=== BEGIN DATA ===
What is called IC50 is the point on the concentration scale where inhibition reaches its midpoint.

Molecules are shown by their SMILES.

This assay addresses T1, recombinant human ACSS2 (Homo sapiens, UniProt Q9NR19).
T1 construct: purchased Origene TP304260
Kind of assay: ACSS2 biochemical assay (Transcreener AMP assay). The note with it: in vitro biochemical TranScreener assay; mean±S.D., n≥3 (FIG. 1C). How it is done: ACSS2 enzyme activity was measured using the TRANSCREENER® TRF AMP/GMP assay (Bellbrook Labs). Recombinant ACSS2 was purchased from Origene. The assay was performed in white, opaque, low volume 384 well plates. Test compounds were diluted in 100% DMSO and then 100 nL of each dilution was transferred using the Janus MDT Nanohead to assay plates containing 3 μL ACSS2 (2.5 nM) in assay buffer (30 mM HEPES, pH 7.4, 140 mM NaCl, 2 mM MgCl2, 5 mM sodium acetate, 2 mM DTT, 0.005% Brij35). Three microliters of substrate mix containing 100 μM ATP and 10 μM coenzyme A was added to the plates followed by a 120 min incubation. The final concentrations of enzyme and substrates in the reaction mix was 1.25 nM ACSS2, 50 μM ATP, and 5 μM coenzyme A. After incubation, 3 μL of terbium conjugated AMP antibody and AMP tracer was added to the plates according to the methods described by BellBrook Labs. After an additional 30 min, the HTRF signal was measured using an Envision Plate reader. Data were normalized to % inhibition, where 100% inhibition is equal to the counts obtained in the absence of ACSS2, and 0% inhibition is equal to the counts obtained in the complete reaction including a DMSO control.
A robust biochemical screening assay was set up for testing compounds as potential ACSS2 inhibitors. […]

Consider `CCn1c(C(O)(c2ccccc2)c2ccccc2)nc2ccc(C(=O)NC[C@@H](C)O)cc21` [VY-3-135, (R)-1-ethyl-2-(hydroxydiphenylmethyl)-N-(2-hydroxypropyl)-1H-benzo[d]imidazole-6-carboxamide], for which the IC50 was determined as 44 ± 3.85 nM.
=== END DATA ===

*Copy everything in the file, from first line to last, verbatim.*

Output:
What is called IC50 is the point on the concentration scale where inhibition reaches its midpoint.

Molecules are shown by their SMILES.

This assay addresses T1, recombinant human ACSS2 (Homo sapiens, UniProt Q9NR19).
T1 construct: purchased Origene TP304260
Kind of assay: ACSS2 biochemical assay (Transcreener AMP assay). The note with it: in vitro biochemical TranScreener assay; mean±S.D., n≥3 (FIG. 1C). How it is done: ACSS2 enzyme activity was measured using the TRANSCREENER® TRF AMP/GMP assay (Bellbrook Labs). Recombinant ACSS2 was purchased from Origene. The assay was performed in white, opaque, low volume 384 well plates. Test compounds were diluted in 100% DMSO and then 100 nL of each dilution was transferred using the Janus MDT Nanohead to assay plates containing 3 μL ACSS2 (2.5 nM) in assay buffer (30 mM HEPES, pH 7.4, 140 mM NaCl, 2 mM MgCl2, 5 mM sodium acetate, 2 mM DTT, 0.005% Brij35). Three microliters of substrate mix containing 100 μM ATP and 10 μM coenzyme A was added to the plates followed by a 120 min incubation. The final concentrations of enzyme and substrates in the reaction mix was 1.25 nM ACSS2, 50 μM ATP, and 5 μM coenzyme A. After incubation, 3 μL of terbium conjugated AMP antibody and AMP tracer was added to the plates according to the methods described by BellBrook Labs. After an additional 30 min, the HTRF signal was measured using an Envision Plate reader. Data were normalized to % inhibition, where 100% inhibition is equal to the counts obtained in the absence of ACSS2, and 0% inhibition is equal to the counts obtained in the complete reaction including a DMSO control.
A robust biochemical screening assay was set up for testing compounds as potential ACSS2 inhibitors. […]

Consider `CCn1c(C(O)(c2ccccc2)c2ccccc2)nc2ccc(C(=O)NC[C@@H](C)O)cc21` [VY-3-135, (R)-1-ethyl-2-(hydroxydiphenylmethyl)-N-(2-hydroxypropyl)-1H-benzo[d]imidazole-6-carboxamide], for which the IC50 was determined as 44 ± 3.85 nM.